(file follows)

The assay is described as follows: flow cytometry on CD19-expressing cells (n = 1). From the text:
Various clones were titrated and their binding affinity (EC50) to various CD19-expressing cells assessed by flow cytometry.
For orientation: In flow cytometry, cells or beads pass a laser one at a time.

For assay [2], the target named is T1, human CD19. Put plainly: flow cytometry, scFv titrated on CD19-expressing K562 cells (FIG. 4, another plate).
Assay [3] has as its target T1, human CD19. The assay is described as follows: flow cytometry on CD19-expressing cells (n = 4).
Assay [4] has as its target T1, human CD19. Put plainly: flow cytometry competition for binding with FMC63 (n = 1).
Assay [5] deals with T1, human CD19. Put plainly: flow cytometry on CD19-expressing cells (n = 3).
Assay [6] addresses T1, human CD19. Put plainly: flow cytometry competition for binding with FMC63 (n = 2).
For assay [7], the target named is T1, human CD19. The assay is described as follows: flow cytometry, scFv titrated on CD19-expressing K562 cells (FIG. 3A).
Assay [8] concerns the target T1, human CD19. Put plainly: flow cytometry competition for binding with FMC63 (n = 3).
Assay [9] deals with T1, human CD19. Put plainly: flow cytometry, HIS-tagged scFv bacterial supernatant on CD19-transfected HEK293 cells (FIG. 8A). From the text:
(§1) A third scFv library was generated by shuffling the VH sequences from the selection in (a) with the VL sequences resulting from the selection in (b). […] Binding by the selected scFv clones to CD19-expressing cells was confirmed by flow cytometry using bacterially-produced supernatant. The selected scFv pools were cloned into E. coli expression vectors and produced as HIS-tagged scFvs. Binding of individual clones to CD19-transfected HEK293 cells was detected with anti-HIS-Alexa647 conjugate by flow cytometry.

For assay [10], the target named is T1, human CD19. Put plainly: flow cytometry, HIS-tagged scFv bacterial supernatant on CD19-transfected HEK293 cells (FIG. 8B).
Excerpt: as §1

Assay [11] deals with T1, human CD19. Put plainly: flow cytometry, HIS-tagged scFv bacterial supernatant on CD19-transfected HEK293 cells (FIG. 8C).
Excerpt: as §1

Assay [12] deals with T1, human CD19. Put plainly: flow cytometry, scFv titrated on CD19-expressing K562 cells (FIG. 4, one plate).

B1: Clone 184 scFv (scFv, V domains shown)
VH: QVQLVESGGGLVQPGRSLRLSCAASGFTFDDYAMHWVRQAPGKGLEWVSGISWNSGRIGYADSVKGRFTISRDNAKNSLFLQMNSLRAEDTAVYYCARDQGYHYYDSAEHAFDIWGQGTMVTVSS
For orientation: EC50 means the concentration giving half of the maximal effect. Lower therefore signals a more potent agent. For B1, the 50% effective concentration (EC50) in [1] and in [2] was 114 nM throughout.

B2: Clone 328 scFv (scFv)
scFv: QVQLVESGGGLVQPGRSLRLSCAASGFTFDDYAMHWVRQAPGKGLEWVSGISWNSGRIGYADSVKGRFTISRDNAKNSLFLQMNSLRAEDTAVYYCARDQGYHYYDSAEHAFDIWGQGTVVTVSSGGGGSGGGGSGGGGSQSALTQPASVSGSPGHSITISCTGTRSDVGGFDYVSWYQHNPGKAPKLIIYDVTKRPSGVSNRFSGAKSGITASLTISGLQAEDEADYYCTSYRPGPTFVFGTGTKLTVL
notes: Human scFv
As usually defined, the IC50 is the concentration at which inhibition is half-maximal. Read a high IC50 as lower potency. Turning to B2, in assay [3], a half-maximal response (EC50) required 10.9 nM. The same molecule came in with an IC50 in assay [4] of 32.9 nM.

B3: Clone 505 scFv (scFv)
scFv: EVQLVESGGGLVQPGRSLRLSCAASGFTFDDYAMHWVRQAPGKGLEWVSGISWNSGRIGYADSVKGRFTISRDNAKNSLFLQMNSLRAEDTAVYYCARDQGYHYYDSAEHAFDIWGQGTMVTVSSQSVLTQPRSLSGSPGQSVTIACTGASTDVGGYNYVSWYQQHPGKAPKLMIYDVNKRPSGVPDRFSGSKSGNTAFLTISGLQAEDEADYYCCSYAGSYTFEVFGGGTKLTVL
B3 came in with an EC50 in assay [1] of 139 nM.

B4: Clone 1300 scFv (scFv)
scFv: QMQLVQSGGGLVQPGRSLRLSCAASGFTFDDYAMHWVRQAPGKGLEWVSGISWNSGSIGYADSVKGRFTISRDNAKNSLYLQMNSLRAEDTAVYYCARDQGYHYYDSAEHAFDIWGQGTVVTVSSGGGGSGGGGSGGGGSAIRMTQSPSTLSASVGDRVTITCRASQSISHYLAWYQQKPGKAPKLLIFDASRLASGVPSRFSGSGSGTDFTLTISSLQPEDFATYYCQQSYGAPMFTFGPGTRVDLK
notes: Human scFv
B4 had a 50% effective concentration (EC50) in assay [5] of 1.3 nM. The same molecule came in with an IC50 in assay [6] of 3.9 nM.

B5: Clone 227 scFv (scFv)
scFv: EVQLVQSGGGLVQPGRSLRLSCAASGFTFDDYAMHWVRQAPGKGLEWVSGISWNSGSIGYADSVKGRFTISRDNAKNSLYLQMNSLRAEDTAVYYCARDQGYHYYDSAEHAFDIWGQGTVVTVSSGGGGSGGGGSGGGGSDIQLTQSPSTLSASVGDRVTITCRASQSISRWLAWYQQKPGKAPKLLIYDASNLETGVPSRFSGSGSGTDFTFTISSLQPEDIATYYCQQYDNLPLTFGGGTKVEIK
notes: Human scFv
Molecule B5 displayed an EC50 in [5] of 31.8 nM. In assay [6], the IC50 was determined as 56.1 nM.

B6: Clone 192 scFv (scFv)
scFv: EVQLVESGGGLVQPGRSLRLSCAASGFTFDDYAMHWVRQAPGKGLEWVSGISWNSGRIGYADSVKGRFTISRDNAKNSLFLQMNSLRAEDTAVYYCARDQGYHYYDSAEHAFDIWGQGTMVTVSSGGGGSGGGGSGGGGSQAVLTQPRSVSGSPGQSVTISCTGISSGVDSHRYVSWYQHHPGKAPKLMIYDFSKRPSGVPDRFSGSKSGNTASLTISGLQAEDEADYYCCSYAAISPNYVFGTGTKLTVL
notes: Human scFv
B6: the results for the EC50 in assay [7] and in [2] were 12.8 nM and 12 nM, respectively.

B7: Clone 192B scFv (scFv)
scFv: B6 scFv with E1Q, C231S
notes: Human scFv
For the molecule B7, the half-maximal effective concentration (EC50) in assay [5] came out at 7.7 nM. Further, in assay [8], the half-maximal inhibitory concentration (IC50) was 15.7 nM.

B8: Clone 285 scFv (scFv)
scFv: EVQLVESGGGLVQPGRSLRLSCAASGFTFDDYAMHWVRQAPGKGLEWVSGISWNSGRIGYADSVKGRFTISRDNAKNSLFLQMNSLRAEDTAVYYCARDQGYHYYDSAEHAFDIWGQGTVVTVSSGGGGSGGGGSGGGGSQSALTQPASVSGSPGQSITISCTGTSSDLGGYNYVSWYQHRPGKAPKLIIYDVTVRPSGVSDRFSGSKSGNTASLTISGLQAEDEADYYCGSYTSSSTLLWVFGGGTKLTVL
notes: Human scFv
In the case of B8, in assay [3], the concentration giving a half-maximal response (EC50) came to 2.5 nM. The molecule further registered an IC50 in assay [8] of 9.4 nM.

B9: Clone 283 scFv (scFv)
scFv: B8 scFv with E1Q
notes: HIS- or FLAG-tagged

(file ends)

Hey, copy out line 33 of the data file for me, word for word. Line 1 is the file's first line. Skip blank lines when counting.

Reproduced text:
scFv: EVQLVQSGGGLVQPGRSLRLSCAASGFTFDDYAMHWVRQAPGKGLEWVSGISWNSGSIGYADSVKGRFTISRDNAKNSLYLQMNSLRAEDTAVYYCARDQGYHYYDSAEHAFDIWGQGTVVTVSSGGGGSGGGGSGGGGSDIQLTQSPSTLSASVGDRVTITCRASQSISRWLAWYQQKPGKAPKLLIYDASNLETGVPSRFSGSGSGTDFTFTISSLQPEDIATYYCQQYDNLPLTFGGGTKVEIK